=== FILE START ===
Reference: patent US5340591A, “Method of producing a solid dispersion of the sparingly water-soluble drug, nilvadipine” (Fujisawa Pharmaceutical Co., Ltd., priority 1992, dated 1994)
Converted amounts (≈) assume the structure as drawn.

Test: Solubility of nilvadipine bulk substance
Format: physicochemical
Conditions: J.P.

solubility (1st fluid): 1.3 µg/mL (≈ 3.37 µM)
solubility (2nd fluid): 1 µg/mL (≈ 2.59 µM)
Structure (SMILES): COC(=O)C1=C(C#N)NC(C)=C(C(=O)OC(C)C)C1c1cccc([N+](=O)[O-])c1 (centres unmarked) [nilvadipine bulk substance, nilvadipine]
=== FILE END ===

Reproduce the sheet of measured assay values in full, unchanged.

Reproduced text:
Reference: patent US5340591A, “Method of producing a solid dispersion of the sparingly water-soluble drug, nilvadipine” (Fujisawa Pharmaceutical Co., Ltd., priority 1992, dated 1994)
Converted amounts (≈) assume the structure as drawn.

Test: Solubility of nilvadipine bulk substance
Format: physicochemical
Conditions: J.P.

solubility (1st fluid): 1.3 µg/mL (≈ 3.37 µM)
solubility (2nd fluid): 1 µg/mL (≈ 2.59 µM)
Structure (SMILES): COC(=O)C1=C(C#N)NC(C)=C(C(=O)OC(C)C)C1c1cccc([N+](=O)[O-])c1 (centres unmarked) [nilvadipine bulk substance, nilvadipine]